Before we can even start to talk about the Nottingham Party, though, there are background events which all led up to the fact that some 3800 people , called the British Settlers of 1820, left Britain for the Cape of Good Hope. Why? Why did they come here ? Why did they come to an empty stretch of land ? Devoid of any infrastructure except for a few cart tracks and a series of forts which were scattered along the Eastern boundary as well as certain internal portions of the Cape, but that was all. Remember, the seat of Government of the Cape of Good Hope was in Cape Town and access from there to this Eastern Border was tenuous to say the least. The Governor, Lord Charles Somerset, had his offices in Cape Town far removed from this hotspot. And I use the word hotspot purposefully. The Xhosa nation in the East of this border was being pushed further and further South and West by the expansionist Zulus. Little notice was taken by the Xhosas of the fact that the British had declared the Great Fish River as the easternmost border of their territory , the Cape of Good Hope . The Cape of Good Hope stretched from here inland to Graaff Reinet and from there in a Westerly direction to the Atlantic Ocean. Soon , despite sporadic skirmishes, the Xhosa invaders had penetrated the border and were trying to settle as far West as what we know now as Kenton on Sea. In a well planned attack in 1819 on the fort in Grahamstown, they almost succeeded in overrunning the garrison there. That galvanized Somerset into action and he made a concerted effort to push the Xhosa back over the boundary to the Eastern side of the Great Fish River. In fact Somerset had recommended to his Government in England over a number years that the only way to promote stability along this border was to populate it and work the land thus forming a buffer zone. This was also a cheaper option than trying to increase the military presence to patrol the border.
In 1819, the Foreign Office in England started warming to this proposal because England had major problems of its own. The Napoleonic war was over and the returning soldiers struggled to find work. The industrial revolution was under way, putting the once flourishing cottage industries such as lace making and hosiery knitting under unbelievable pressure. So much so that the cottage industries started collapsing, putting huge numbers of people out of work. Not only was the unemployment figures staggeringly high , but there was huge discontent among the populace . Firstly the parliamentary proportionate representation was skewed and secondly only 2% of the population had the vote and thirdly the Corn Laws inflated the price of bread to a level which the normal folk could not afford to pay . And that was a staple commodity, bread..The populace was disgruntled and protest marches became the avenue for them to vent their frustrations. On 16 August 1819 a huge protest gathering was organised to take place in Manchester drawing people from the surrounding districts, not only Manchester itself.. The authorities despised and ridiculed those who protested as their marches were not orderly and in their everyday clothes the protesters presented themselves as a ragged lot and therefore not worthy of attention. This march was different, the organizers pressed for an orderly march and those who were protesting were requested to wear their Sunday best.The people were drilled and practiced so that in their marches they would ultimately present themselves to the authorities as an orderly group. These practices however had the opposite effect, creating alarm in the city authorities and the army was called in to monitor the situation. Some 60 thousand gathered , others estimate the gathering was 80 thousand strong - here were ordinary folk dressed in their Sunday best, orderly and disciplined, gathering to voice their grievances of ineligibility to vote and dissatisfaction with the Corn laws which made a few people wealthy and the majority unable to feed their families a basic commodity like bread due to the exorbitant costs. Into this mix a further element was introduced, the suffragette movement, so many women were present.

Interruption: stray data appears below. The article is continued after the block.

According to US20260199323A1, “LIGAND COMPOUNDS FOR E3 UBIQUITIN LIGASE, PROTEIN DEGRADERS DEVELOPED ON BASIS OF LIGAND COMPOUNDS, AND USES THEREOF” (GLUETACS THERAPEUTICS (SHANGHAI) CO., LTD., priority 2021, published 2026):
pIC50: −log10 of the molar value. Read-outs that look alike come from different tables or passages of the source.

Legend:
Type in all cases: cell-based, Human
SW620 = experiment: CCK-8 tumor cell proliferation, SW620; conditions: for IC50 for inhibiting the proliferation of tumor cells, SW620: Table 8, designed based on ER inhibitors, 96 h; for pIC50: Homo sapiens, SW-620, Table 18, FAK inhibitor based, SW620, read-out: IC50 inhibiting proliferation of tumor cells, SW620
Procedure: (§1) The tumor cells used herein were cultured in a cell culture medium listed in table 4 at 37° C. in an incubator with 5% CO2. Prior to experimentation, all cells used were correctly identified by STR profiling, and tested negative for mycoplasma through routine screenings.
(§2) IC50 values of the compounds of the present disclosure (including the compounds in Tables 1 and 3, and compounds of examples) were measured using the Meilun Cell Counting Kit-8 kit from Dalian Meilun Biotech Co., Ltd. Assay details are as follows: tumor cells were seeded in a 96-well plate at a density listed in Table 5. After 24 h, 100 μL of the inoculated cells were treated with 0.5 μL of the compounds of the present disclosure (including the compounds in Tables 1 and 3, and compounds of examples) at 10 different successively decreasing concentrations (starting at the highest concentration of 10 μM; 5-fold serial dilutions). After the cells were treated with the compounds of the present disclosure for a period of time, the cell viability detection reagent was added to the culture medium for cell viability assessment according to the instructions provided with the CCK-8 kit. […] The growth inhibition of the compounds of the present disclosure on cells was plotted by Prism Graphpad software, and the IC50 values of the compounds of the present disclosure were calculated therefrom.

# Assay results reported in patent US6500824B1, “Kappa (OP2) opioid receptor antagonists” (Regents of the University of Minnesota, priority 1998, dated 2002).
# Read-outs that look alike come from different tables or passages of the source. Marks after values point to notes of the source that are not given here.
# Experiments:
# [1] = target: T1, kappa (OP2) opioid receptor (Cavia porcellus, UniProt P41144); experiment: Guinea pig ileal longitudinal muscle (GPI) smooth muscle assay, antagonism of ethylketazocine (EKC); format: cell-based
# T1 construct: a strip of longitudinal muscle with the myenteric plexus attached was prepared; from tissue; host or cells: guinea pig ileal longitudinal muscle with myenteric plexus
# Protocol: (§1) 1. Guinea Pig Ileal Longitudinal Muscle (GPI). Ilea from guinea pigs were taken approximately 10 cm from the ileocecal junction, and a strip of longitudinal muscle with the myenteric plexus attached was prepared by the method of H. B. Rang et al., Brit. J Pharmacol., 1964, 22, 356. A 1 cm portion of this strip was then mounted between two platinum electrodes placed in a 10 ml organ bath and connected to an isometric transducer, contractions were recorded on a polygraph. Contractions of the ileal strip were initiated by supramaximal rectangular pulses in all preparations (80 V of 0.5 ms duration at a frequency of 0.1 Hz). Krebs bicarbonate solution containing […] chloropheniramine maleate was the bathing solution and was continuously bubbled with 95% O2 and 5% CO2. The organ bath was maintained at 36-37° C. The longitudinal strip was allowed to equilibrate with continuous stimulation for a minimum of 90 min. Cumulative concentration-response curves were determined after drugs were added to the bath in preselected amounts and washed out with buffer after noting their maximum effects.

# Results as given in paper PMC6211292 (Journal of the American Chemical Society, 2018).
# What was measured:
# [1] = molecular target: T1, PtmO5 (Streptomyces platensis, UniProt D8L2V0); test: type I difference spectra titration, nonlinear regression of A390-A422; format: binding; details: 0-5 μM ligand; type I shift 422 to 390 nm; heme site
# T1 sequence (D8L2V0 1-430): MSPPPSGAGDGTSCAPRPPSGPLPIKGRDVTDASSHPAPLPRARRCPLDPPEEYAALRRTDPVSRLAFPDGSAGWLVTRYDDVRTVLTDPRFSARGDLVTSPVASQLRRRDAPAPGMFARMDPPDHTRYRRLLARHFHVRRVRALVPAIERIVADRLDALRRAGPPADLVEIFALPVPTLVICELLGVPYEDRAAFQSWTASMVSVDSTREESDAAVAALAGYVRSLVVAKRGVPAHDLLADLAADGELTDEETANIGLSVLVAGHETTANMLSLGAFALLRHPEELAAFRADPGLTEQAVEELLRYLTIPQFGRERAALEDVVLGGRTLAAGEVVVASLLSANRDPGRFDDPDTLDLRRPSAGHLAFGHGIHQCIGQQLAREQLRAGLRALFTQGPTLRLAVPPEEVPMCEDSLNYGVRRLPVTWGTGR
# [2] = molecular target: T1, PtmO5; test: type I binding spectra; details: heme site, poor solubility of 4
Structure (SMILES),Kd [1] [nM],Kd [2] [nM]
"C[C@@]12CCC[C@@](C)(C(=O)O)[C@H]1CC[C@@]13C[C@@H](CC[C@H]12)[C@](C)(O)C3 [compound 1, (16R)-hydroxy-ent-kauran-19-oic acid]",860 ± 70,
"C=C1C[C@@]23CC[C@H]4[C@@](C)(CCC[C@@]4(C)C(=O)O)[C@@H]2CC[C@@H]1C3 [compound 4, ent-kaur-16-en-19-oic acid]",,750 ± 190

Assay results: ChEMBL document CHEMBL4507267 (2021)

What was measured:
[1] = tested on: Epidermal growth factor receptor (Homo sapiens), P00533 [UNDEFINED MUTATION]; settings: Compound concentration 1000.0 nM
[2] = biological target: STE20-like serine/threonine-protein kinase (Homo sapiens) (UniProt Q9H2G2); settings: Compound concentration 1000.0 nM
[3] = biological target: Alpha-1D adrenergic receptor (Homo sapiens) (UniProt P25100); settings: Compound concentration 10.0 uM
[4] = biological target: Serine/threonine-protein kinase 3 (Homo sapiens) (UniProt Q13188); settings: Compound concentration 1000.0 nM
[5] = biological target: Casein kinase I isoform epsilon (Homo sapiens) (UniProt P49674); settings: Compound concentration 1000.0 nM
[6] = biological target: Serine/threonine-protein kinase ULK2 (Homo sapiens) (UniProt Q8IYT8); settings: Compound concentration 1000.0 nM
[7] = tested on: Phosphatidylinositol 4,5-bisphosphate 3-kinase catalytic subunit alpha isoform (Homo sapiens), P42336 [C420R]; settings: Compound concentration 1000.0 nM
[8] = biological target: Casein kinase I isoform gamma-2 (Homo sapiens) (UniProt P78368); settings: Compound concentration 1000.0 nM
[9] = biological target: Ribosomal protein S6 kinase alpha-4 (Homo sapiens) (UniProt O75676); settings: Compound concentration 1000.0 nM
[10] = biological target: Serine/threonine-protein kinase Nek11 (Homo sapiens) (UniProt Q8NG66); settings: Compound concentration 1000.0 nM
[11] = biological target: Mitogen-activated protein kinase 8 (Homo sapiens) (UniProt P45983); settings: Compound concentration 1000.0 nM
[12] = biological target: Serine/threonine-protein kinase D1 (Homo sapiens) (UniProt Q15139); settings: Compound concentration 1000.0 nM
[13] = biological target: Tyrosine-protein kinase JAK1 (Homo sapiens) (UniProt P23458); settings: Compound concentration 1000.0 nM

The authorities panicked when they saw the huge crowd and ordered them to disperse. As loud hailers were not yet invented, the shouting of instructions to such a huge crowd to disperse, proved ineffective and eventually , Sabres drawn, the soldiers rode into the crowd leaving some 18 people dead in their wake. This protest event, held in St Peters Field was dubbed the Peterloo Massacre in reference to the battle of Waterloo. The authorities held an inquiry and absolved the military of any blame. The populace was livid. This event has been swept under the carpet for 200 years and only recently, in 2019, has a monument been raised to the fallen in Manchester. Even a film has been made of the Peterloo Massacre and this was released last year. It remains a blot for England and has purposefully been underplayed all of this time.